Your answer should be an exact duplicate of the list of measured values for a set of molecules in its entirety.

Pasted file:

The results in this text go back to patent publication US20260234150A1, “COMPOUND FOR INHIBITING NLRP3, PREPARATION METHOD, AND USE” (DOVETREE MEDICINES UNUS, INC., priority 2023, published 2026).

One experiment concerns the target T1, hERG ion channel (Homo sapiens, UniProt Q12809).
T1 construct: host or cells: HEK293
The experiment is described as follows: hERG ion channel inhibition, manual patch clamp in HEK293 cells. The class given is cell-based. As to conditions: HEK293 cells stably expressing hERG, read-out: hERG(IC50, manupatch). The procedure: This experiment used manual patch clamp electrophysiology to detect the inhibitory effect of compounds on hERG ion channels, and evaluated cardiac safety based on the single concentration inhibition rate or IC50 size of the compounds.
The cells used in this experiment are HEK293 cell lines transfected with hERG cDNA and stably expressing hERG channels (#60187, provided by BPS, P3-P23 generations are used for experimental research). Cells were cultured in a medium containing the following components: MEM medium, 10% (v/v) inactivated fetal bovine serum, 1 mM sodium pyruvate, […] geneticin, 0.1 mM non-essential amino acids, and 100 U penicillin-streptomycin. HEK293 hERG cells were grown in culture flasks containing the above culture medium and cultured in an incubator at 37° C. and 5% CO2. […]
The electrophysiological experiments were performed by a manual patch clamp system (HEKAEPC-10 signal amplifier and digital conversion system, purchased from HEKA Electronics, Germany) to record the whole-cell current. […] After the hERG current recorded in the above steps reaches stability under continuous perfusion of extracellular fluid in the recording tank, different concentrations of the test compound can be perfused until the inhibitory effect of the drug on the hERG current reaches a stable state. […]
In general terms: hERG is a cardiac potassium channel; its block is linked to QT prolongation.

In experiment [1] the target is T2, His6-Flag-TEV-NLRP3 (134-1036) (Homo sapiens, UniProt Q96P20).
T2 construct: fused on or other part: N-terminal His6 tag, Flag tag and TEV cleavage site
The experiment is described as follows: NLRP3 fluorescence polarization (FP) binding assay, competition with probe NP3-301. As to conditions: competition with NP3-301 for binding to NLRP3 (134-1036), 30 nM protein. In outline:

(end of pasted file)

The results in this text go back to patent publication US20260234150A1, “COMPOUND FOR INHIBITING NLRP3, PREPARATION METHOD, AND USE” (DOVETREE MEDICINES UNUS, INC., priority 2023, published 2026).

One experiment concerns the target T1, hERG ion channel (Homo sapiens, UniProt Q12809).
T1 construct: host or cells: HEK293
The experiment is described as follows: hERG ion channel inhibition, manual patch clamp in HEK293 cells. The class given is cell-based. As to conditions: HEK293 cells stably expressing hERG, read-out: hERG(IC50, manupatch). The procedure: This experiment used manual patch clamp electrophysiology to detect the inhibitory effect of compounds on hERG ion channels, and evaluated cardiac safety based on the single concentration inhibition rate or IC50 size of the compounds.
The cells used in this experiment are HEK293 cell lines transfected with hERG cDNA and stably expressing hERG channels (#60187, provided by BPS, P3-P23 generations are used for experimental research). Cells were cultured in a medium containing the following components: MEM medium, 10% (v/v) inactivated fetal bovine serum, 1 mM sodium pyruvate, […] geneticin, 0.1 mM non-essential amino acids, and 100 U penicillin-streptomycin. HEK293 hERG cells were grown in culture flasks containing the above culture medium and cultured in an incubator at 37° C. and 5% CO2. […]
The electrophysiological experiments were performed by a manual patch clamp system (HEKAEPC-10 signal amplifier and digital conversion system, purchased from HEKA Electronics, Germany) to record the whole-cell current. […] After the hERG current recorded in the above steps reaches stability under continuous perfusion of extracellular fluid in the recording tank, different concentrations of the test compound can be perfused until the inhibitory effect of the drug on the hERG current reaches a stable state. […]
In general terms: hERG is a cardiac potassium channel; its block is linked to QT prolongation.

In experiment [1] the target is T2, His6-Flag-TEV-NLRP3 (134-1036) (Homo sapiens, UniProt Q96P20).
T2 construct: fused on or other part: N-terminal His6 tag, Flag tag and TEV cleavage site
The experiment is described as follows: NLRP3 fluorescence polarization (FP) binding assay, competition with probe NP3-301. As to conditions: competition with NP3-301 for binding to NLRP3 (134-1036), 30 nM protein. In outline: